The skiing industry responds to climate change.
Skiers this season don’t know what to expect. One week brings nine-degree temperatures and powder, and the next, fifty-five degrees and rain. According to the Fourth National Climate Assessment, dramatic swings in weather are becoming the norm in the 21st century, forcing ski resorts to rethink their business models.
Climate change could devour more than 70% of annual ski resort revenue, the Climate Assessment reports. Much hand-wringing centers on the rising snowline and receding glaciers. While these are real problems, the more immediate issue for resorts is volatile weather patterns.
Average winter precipitation is actually expected to increase, but more will fall as rain or in larger one-time weather events. Seasons once marked by steady snowfall will vacillate between record-breaking droughts and intense winter storms. It will become harder to tell what the next year, or the next month, will bring.
“It varies from year to year but there’s definitely a trend,” says John Burton, the spokesman for Timberline Lodge and Ski Area. “The weather is more severe one way or the other, either really cold or really hot.”
Timberline’s historical snowpack data shows relatively constant snowfall in the 1960s and 1970s, followed by larger fluctuations from the 1980s to today.
In 2015, a punishing drought reduced Oregon’s snow levels to 89% below average, even worse than the average drop climate scientists expect for the coming century. The mercury shot up to six degrees above the historical winter average. High temperatures and blue skies forced Hoodoo Ski Area, located 130 miles south of Portland at a base elevation of 4,668 feet, to shut down lifts in mid-January, recording its shortest season in 77 years of business.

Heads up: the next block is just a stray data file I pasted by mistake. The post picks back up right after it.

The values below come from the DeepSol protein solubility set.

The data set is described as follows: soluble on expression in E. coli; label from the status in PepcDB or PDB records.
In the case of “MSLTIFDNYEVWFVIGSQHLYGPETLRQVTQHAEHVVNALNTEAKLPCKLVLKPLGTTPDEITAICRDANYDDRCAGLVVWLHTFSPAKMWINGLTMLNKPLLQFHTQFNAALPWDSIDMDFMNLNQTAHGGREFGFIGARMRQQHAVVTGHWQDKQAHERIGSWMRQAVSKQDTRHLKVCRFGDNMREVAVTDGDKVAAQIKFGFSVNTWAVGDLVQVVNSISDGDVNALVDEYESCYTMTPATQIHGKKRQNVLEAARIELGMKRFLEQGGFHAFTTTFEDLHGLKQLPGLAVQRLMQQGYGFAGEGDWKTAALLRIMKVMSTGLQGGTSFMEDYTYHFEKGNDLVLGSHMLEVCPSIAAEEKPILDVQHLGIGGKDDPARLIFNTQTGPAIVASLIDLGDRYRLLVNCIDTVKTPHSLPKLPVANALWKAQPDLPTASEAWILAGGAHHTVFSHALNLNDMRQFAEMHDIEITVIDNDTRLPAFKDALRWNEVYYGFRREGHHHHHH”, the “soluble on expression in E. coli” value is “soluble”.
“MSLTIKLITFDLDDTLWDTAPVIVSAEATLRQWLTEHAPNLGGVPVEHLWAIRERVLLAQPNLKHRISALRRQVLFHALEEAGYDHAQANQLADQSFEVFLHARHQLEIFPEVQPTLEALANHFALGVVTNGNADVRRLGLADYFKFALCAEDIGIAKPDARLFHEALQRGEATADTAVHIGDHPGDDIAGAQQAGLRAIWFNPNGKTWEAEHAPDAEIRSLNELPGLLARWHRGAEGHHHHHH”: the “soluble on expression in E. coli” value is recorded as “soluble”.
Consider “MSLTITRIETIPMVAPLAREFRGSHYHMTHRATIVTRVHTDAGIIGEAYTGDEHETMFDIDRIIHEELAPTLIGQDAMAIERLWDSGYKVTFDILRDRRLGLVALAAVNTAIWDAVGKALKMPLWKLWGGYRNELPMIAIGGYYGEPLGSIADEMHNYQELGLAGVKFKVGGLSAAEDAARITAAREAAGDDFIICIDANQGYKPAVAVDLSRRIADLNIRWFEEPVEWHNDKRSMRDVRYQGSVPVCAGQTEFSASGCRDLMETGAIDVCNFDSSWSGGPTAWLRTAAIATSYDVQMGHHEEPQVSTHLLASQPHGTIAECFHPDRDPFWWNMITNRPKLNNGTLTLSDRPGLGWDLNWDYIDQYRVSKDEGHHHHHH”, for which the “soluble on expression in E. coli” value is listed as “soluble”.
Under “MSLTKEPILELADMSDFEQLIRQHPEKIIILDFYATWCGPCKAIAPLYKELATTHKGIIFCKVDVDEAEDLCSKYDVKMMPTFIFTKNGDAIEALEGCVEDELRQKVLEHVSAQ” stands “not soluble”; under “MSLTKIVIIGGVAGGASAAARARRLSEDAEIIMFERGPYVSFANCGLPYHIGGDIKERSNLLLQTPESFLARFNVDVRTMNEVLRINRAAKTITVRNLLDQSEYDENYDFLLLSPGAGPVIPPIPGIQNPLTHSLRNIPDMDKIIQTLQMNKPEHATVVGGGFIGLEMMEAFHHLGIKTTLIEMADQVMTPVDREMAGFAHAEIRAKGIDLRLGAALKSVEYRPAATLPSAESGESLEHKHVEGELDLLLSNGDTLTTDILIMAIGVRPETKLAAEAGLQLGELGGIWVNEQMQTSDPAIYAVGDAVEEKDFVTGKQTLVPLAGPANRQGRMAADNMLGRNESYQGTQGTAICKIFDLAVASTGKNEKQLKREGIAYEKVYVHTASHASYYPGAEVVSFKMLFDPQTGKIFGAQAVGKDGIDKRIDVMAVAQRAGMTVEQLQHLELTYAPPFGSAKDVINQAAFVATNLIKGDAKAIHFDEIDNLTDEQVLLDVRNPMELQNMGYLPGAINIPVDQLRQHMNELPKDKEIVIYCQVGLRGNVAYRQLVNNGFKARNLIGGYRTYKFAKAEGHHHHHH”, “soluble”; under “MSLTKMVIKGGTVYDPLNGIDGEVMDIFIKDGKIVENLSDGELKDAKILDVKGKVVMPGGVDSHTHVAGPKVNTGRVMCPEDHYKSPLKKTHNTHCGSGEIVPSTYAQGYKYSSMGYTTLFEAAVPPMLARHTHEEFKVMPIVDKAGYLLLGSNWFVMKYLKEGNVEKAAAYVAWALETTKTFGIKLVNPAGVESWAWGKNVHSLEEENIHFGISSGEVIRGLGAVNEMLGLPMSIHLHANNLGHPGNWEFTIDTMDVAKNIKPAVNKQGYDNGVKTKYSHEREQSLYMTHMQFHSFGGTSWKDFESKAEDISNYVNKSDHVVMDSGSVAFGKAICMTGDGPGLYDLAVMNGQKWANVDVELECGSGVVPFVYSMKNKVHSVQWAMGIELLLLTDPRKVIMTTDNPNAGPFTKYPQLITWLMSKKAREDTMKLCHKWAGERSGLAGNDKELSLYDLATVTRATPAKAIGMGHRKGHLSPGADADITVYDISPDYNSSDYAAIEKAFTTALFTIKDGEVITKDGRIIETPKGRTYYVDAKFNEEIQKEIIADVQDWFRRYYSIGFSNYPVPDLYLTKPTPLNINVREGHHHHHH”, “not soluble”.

“The skiing industry is being hit hard by climate change because what used to fall as snow around the 5,000-foot level increasing is falling as rain,” Philip Mote, an Oregon State researcher who authored a portion of the report, said in a press release.
Snow droughts put jobs and business growth at risk. A low snow year means on average 2,100 fewer employees and a $173 million drop in ski resort revenues. It also cuts into winter tourism spending from out-of-state visitors on hotels, food and gear rentals. The climate assessment reported that in the Northwest Region, which stretches from Idaho to Alaska, Washington and Oregon are seeing the biggest drops in skier visits.
Climate scientists warn that 2015 foreshadows warmer years to come, writing that “the warm 2015 winter temperatures are illustrative of conditions that may be considered ‘normal’ by mid-century.”
Snow droughts will happen more often. With 3.6 degrees of warming, the extremely dry conditions recorded in 2015 in the McKenzie River Basin in the central Oregon Cascades, the report notes, could reoccur every 12 years.
The two biggest resorts on Mount Hood, Timberline and Mount Hood Meadows, are stepping up their responses to climate impacts. Timberline sits at a 4,850-foot base elevation, Meadows at 4,523 feet, so the two ski areas see similar snowfalls.
“We’re keeping our operating days constant, but we do work at it really hard,” says Matthew Drake, CEO of Mount Hood Meadows.
“It varies from year to year but there’s definitely a trend. The weather is more severe one way or the other, either really cold or really hot.”
—John Burton, Timberline Lodge and Ski Area